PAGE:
We enjoyed shopping locally and often while we were there. As I said earlier, Maillane has two small grocery stores. It is amazing how much is available in the small shops and the best part about the small shops is you can get to know the owners. Claudette and Christopher owned the Utile Market, a French retailers cooperative, and part of the pleasure of shopping there was the opportunity to visit with them on a regular basis. They are a charming couple and despite the language barrier we managed to discuss a range of subjects from politics to retirement during our frequent visits to their store. Many, many evenings our meals consisted of foods prepared by Christopher, who is a 6th generation butcher in Maillane. He graciously shared some of his recipes with us, which I’ll tell you much more about later. My philosophy on vacation, especially in France, is if you can buy exquisitely prepared foods made with the freshest of ingredients, why bother cooking. Of course we did cook, because who can resist taking advantage of the abundance of all of the fresh food found in their markets. I admit we ate more than our share of fresh strawberries and cherries while we were there.

We became reacquainted with quite a few old friends who amazingly remembered us from our past trip and also met quite a few new ones.  Our friends Claude and Dana above, who owed Bistro Decoverte in Saint-Remy, have since sold the bistro and have opened a new Italian restaurant named La Cantina. Claude makes the best pizza we’ve ever eaten. They are an adorable couple and very interesting people to visit with. You can be sure there will be a post on La Cantina later.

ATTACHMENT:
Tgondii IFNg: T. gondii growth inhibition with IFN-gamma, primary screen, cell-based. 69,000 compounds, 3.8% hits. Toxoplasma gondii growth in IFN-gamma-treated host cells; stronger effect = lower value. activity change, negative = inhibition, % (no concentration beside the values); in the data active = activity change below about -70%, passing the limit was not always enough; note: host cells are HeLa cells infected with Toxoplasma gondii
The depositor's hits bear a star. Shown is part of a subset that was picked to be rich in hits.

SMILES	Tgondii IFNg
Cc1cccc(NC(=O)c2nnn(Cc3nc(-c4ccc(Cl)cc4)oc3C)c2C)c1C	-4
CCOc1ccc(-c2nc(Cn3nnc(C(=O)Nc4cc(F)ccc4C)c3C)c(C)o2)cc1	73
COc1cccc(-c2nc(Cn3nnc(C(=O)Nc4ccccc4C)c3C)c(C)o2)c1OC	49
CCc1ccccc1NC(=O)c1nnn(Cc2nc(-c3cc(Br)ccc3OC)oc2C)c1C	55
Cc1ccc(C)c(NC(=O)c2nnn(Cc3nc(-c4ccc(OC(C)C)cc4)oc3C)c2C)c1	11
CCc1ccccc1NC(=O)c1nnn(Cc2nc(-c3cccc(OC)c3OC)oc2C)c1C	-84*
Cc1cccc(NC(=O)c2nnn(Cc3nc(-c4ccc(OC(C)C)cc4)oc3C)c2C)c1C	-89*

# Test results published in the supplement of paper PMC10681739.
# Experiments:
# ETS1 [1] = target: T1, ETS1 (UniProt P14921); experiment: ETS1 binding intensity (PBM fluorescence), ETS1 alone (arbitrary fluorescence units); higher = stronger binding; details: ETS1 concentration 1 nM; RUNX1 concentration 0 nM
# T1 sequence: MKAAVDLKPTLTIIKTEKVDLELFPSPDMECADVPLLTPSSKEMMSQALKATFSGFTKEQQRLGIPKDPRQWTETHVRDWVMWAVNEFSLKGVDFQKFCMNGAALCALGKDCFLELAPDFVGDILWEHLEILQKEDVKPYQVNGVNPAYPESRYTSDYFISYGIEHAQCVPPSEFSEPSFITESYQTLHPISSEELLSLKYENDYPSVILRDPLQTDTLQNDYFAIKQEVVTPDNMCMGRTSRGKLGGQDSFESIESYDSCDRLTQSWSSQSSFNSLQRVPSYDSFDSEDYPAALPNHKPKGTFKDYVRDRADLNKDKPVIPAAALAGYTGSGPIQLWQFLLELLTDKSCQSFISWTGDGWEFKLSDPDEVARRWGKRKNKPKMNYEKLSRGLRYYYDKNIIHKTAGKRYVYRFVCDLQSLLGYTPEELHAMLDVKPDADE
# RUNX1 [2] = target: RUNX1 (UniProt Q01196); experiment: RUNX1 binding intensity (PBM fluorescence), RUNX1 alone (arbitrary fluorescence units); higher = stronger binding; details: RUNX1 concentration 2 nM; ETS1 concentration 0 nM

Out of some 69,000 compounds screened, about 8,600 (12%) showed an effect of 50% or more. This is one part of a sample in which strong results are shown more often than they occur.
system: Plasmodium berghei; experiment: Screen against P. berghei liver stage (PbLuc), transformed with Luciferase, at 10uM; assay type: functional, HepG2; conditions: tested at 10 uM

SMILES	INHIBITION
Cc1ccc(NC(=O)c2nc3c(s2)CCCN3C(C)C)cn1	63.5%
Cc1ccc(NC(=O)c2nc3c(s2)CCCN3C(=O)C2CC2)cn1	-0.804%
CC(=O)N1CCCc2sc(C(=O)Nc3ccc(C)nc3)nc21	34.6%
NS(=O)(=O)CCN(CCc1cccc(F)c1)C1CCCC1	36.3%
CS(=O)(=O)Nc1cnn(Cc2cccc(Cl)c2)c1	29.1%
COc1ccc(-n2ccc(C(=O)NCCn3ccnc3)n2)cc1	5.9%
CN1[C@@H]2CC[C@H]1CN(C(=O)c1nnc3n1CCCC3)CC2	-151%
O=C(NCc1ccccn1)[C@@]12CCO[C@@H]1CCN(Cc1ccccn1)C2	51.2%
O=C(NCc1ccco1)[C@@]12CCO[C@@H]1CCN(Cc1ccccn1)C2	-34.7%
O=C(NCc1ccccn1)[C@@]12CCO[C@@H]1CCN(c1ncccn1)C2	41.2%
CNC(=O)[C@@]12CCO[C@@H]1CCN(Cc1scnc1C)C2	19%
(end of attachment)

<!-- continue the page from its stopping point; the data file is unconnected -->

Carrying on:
We invited author and Francophile Vicki Archer above to join us for lunch one day at La Cantina, which happens to be one of her favorite restaurants in Saint Remy too. I know many of you know Vicki from her two gorgeous books, My French Life and French Essence and her blog French Essence. She was as charming and lovely as you might expect. We chatted about life in France and what it was like to take on the massive task of their restoring ancient abandoned 17th century mas (farmhouse), Mas de Berard, which she and her husband David remodeled several years ago in Saint Remy. It is the main subject of Vicki’s first book My French Life. Here’s a link from an interview from Cote de Texas with lots of photos of Mas de Berard. You can’t help but be impressed.

Recently Vicki and her husband took on a new project and renovated their new guesthouse in Saint-Remy, Le Petite Bijou. You can read about it in that same interview as well as on Vicki’s website French Essence here. Le Petite Bijou is very tastefully decorated by Vicki and conveniently located in the heart of Saint Remy. Just steps from your door is the very popular do-not-miss weekly Wednesday market, which you’ll see more about on a future post.

Vicki shared some advice with us that she had received from a French friend who explained that the sound of someone trying to speak another language with a foreign accent was charming and she said that it helped here overcome the fear of speaking French and in turn it helped us both be a little braver about speaking. I especially want to thank Vicki for being so helpful to me on planning my wardrobe for our trip. Based on her advice my wardrobe consisted of neutrals in black and white for cooler weather and, as the weather warmed, light colored creams and tans worked well. Here is a link to French Essence with more tips and advice about traveling to Provence.

As always I bought lots and lots of scarves at the Saint-Remy Wednesday market from our friend Kim above, who remembered us from our last trip. It was great to catch up with Kim and she invited us to visit Goult, the lovely perched village where she lives in the Luberon region of Provence. We drove over several times during our visit for their weekly Thursday market and had lunch afterwards in a small bistro that quickly became one of our favorites.

I totally agree that "travel is the only thing you buy that makes you richer." I also think travel changes you for the better and makes you a more well rounded and open minded person. But I'll borrow a line from one of John Denver's songs - "Hey, it's good to be back home again." I've missed you all.

That’s it for now. There’ll be much much more coming up later.

For better viewing, click photos to enlarge.

This will be shared with Foodie Friday at Rattlebridge Farm, Miz Helen’s Country Kitchen Full Plate Thursday and Food on Friday at Carole's Chatter.
Have a great weekend everyone.